All mouse experiments were approved by the Institutional Animal Care and Use Committee (Stanford Administrative Panel on Laboratory Animal Care no. 22264) and in adherence to the US National Institutes of Health’s Guide for the Care and Use of Laboratory Animals. Previous results demonstrated that BM-MSPCs can form a human bone and hematopoietic marrow niche via a vascularized cartilage intermediate when injected subcutaneously into immunodeficient NOD.Cg-Prkdcscid Il2rgtm1Wjl/SzJ (NSG) mice (6–18 weeks old; Jackson Laboratory) [27]. Using this model, we tested whether 30 Gy irradiated BM-MSPCs can differentiate (as can native non-irradiated BM-MSPCs) in vivo essentially as described [27]. Prior to application, BM-MSPCs were either irradiated (30 Gy, Caesium-137 irradiator) or left non-irradiated. Cells were resuspended in matrigel-equivalent matrix (Millipore) and injected subcutaneously (four injections per animal, 2 × 106 cells per injection, two injections with irradiated and non-irradiated cells in the left and right flank of each animal, respectively). Differentiation of cells within the plugs was analyzed after 6, 9 and 12 weeks as described [27].

Statistical analysis

Values are presented as mean ± standard deviation (SD). Prism version 6.00 for Windows (GraphPad Software) was used for one-way analysis of variance statistical analysis. p values < 0.05 were considered significant.

Results and discussion

In an initial series of experiments we confirmed that individual buffy coat-derived PBMCs displayed a significant variability of T-cell proliferation in response to polyclonal PHA stimulation (Fig. 1 and Additional file 2: Figure S1A). This is also in accordance with recently published data showing >50 % variation of individual donor T-cell proliferation after polyclonal stimulation [28]. This confirmed that individual responder cells do not allow for reproducible monitoring of MSPC immunosuppression potency. Pooling ten random donor-derived PBMCs resulted in a significant time-dependent MLR beyond day 4 and increasing until day 7 due to cross-stimulation of the mixed PBMCs in the absence of additional external stimuli. Mitogen (PHA) or CD3/CD28 crosslinking-driven polyclonal responses at day 4 were still significantly higher than the MLR (Additional file 2: Figure S1B). We selected PHA-driven polyclonal mitogenesis at day 4 as well as allogeneic MLR-based polyclonal T-cell proliferation at day 7 as a dual strategy to test the potential of different MSPCs for inhibition of T-cell proliferation. Validating this assay format we proved that UC-MSPCs from a randomly selected donor could sufficiently inhibit both the mitogenesis and the allogeneic MLR of pooled PBMCs in a time course testing 4 to 7 days of assay duration (Additional file 2: Figure 1B and S1C). The gating strategy based on these experiments is shown in Additional file 3 (Figure S2). A schematic illustrated summary of the robust dual potency assay format is shown in Fig. 2. Using this assay format the PHA-driven proliferation may well be replaced by using other stimuli of B cells and natural killer cell proliferation combined with addition of CD19 and CD56 antibodies.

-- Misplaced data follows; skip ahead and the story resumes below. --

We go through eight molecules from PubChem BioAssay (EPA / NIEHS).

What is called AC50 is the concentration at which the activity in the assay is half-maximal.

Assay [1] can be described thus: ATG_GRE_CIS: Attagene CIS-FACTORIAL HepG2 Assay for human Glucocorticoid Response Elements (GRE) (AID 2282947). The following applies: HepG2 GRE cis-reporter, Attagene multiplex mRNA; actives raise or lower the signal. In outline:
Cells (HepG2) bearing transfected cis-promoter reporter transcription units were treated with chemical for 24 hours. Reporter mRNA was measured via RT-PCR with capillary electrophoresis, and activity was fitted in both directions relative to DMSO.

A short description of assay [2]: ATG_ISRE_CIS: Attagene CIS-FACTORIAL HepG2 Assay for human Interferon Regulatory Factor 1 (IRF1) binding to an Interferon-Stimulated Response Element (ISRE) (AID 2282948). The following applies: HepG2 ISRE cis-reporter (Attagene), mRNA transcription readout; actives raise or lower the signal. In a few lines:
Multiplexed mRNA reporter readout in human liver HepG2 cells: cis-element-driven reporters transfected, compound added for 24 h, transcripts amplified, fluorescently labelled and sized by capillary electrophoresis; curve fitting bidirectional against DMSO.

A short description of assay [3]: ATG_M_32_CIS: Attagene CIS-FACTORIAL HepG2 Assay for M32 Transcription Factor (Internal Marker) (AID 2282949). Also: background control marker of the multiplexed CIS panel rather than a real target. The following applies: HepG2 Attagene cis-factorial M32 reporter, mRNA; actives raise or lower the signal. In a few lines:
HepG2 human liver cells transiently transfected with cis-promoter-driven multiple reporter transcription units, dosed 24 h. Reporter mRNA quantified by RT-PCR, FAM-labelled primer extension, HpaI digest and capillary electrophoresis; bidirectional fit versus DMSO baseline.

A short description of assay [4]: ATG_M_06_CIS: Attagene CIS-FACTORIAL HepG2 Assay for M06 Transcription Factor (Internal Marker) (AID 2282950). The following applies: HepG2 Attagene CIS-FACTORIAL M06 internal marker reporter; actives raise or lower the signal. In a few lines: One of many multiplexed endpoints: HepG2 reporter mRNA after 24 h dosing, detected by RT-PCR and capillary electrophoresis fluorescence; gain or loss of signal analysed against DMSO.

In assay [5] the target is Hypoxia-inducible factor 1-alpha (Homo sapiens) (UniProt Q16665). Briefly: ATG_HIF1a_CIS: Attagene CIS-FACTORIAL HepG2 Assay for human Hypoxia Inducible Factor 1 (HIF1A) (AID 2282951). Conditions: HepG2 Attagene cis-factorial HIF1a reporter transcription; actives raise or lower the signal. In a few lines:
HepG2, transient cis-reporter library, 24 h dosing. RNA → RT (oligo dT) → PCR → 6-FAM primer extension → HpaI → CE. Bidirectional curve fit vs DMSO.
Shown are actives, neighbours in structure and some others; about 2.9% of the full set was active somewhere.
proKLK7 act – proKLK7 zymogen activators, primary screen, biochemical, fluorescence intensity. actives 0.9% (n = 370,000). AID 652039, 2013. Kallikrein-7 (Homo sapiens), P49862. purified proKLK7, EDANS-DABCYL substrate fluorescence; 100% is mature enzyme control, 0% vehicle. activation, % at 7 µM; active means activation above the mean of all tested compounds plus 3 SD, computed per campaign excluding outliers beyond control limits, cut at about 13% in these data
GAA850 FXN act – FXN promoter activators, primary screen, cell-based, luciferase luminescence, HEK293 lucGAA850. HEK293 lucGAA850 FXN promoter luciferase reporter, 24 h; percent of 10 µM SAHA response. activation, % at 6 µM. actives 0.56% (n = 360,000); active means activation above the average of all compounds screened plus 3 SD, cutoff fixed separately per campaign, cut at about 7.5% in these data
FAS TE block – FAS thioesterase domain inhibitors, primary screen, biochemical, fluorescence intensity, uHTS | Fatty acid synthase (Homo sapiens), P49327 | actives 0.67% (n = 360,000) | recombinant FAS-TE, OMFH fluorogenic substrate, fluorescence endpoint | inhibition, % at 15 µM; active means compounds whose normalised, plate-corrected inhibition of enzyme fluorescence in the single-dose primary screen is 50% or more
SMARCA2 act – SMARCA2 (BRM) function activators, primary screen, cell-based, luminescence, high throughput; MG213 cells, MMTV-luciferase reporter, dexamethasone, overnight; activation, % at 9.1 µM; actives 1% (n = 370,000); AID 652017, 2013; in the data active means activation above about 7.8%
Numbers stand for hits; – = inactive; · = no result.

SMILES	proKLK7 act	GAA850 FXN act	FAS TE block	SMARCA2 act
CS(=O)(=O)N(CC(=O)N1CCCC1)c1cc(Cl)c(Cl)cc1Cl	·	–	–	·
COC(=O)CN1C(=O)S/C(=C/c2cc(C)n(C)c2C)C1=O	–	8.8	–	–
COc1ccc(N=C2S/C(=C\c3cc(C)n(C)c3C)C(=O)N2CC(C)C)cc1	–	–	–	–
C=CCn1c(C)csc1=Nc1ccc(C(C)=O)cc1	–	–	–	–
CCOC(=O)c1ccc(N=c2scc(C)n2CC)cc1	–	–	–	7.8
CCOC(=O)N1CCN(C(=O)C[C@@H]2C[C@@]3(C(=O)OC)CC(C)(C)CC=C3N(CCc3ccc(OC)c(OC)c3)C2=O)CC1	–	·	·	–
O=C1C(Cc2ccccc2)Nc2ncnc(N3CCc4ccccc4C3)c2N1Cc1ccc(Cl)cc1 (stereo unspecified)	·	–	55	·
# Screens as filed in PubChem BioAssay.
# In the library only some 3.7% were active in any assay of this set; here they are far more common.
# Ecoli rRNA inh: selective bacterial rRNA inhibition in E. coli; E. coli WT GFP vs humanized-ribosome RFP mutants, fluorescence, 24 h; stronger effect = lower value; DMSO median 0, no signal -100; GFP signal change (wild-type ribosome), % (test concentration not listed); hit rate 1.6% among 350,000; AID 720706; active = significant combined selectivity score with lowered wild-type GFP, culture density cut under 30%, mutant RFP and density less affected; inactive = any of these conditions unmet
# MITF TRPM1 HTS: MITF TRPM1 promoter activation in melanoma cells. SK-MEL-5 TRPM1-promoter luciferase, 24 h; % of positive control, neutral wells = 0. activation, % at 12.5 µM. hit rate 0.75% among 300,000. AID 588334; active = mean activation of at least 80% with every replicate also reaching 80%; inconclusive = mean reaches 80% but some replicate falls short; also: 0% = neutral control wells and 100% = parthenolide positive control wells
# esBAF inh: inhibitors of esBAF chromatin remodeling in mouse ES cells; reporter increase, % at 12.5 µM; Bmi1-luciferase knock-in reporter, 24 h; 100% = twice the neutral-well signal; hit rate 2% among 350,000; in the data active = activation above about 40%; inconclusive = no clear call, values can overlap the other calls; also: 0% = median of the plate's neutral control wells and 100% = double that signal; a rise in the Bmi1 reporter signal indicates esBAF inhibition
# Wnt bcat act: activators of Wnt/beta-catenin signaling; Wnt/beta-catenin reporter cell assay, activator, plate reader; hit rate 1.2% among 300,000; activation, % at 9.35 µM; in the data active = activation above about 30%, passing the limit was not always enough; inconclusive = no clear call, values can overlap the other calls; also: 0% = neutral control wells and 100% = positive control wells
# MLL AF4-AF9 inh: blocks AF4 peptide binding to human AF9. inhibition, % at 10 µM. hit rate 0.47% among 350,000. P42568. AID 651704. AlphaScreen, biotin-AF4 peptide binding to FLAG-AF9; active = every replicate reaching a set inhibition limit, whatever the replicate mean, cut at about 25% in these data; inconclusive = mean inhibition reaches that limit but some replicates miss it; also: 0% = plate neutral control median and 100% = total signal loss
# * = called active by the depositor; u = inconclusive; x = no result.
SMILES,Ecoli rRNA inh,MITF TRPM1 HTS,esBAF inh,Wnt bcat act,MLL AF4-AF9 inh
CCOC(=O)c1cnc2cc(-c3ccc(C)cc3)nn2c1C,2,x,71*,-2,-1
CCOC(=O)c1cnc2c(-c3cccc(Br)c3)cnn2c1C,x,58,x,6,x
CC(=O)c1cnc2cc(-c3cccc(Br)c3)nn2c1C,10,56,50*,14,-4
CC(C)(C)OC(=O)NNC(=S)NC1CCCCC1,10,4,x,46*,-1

Fig. 1

Individual or pooled donor polyclonal T-cell proliferation. a Mean ± SD proliferation of five random single donor buffy coat-derived CFSE-labeled peripheral blood mononuclear cells (PBMCs) in the absence (grey bars) or presence of phytohemagglutinin (+PHA, green bars) after 4 or 7 days indicating significant donor variation. b Simultaneous inhibition of mitogenic and alloimmunogenic T-cell proliferation by umbilical cord (UC)-derived MSPCs was tested. CFSE pre-labeled cryopreserved pooled PBMCs (pPBMCs) were seeded in the absence of MSPCs without (grey bars) or with PHA (green bars) or in the presence of UC-MSPC without (light red bars; inhibition of allo-MLR) or with PHA (red bars; inhibition of additional mitogenesis) at an MSPC:PBMC ratio of 1:3. The time course of proliferation between days 4 to 7 is shown in Additional file 2 (Figure S1C). Mean ± SD results from representative experiments (n = 5 in a and b). Significant differences are indicated (*p < 0.05; **p < 0.01; ***p < 0.001; ****p < 0.0001)